This is not an apolitical work, and its point of view is strongly communicated directly; this will be a positive for many readers but those reading purely for escapism may wish to look elsewhere. While the house is anything but subtle in what it represents, the traditional gore horror elements are sparse but gruesome: the primary horror of the work is the characters navigating the hostile fascist elements of culture The House embrace and promotes, particularly violent homophobia, transphobia, racism, and misogyny.

Rumfitt's depiction of Ila is particularly well nuanced for a character expressing anti-trans sentiment as a reactionary response to sexual violence; the depiction is empathetic even while it condemns the response itself and the community exploiting Ila for political gain. Similarly effective is her use of voice for Alice, who lives in a state of limited affect, dissociating while suffering from the effects of the House's malevolence. The House continues to haunt her in her apartment through supernatural manifestations of the frontman on a poster of a popular band from the past (never explicitly stated, but through context clues heavily implied to be Morrissey of The Smiths). The House itself proves to be a strong character in its own right, drawing on a narrative of hate and aggression that is both supernatural and locally banal in its efforts to bring about its oppressive, violent ideals both in a larger sense to the nation, and upon the book's lead characters.

I cannot recommend this book without reservation, the explicit sexual violence may simply be too much for many readers, including those from the demographic whose experiences of institutional and personal trauma it depicts both literally and figuratively. That said, for those for whom this material isn't beyond the pale, this is an excellent, timely horror novel that strongly depicts the emotional reality of living under the threat of rising cultural violence as members of marginalized populations. It joins a growing slate of queer & trans horror and speculative fiction with three-dimensionally flawed characters that deftly examine these issues from a mix of the personal and metaphorical.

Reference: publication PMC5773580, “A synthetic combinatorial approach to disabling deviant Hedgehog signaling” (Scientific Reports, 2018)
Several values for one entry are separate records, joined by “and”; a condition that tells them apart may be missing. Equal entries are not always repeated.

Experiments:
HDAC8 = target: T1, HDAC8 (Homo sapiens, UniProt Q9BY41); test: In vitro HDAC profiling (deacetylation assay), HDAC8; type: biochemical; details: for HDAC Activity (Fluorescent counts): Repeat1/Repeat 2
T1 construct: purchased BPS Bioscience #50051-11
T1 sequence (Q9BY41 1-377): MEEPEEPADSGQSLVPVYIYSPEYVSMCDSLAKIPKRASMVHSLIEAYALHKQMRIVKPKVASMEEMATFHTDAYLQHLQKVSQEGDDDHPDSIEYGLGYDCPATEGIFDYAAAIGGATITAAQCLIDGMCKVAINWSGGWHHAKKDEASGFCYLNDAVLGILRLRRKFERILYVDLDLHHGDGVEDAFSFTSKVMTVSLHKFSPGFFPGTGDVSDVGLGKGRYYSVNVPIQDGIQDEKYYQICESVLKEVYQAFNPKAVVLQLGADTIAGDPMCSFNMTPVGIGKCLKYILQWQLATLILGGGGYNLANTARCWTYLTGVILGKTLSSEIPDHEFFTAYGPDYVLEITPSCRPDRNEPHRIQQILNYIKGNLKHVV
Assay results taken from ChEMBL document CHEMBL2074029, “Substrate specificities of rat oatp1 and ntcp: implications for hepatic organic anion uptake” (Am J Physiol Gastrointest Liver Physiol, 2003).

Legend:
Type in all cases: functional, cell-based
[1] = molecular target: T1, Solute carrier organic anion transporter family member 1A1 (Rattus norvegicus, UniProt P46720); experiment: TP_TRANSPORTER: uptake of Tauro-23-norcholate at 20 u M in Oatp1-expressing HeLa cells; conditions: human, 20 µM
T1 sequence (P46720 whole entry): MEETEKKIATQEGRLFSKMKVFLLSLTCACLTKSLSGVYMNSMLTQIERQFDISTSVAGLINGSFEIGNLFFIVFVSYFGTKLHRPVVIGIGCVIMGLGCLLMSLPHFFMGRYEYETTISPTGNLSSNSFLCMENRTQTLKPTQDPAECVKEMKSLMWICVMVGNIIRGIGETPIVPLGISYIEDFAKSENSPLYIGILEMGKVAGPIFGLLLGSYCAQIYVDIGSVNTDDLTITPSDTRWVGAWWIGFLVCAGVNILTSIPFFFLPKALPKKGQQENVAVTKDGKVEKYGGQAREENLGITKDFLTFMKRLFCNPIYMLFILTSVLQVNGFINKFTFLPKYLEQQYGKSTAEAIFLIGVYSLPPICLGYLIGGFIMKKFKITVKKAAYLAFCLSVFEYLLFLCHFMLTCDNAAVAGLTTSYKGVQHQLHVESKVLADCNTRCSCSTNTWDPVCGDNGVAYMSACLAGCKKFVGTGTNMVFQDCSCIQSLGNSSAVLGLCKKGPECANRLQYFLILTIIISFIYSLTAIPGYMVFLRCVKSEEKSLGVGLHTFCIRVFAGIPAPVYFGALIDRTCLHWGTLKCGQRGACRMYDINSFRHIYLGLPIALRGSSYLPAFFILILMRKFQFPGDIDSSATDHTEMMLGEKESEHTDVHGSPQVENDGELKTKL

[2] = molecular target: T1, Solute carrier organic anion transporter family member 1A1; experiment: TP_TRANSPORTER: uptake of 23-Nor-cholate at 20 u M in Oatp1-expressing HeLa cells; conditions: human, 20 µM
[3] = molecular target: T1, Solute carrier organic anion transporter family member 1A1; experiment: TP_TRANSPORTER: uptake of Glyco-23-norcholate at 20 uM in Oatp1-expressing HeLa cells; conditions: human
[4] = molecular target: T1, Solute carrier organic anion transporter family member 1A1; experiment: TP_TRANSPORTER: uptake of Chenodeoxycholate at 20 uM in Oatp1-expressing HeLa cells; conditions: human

Opinions are my own and do not reflect those of the institution I work for.

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Chilling, enthralling, engrossing! Really enjoyed the book and spending time in the world of the story.

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Where to begin? Has this ever been done before?! I am floored. All of the content warnings for this book.

I could not look away or shake the deeply upsetting images and ideas. You will feel repulsed. You will feel heartbroken. You will feel angry. You will feel sick. You will feel scared. You will feel worried for the main characters, warts and all. You will be haunted. It's sickening and vile, but for a horror story about trauma and fascism, it really needed to be—and god, does it deliver on that. This story feels deeply relevant and personal, especially reading it as a queer person. The writing is gripping, unique, incisive, and fearless. Passages that felt stream-of-consciousness, for lack of a better descriptor, had my eyes darting quickly, chaotically (whereas I am normally a more careful, methodical reader) to keep up with the tidal wave of evil cleverly and putridly rendered. "Tell Me I'm Worthless" left me a certified Alison Rumfitt fan. I can't wait to see what she does next.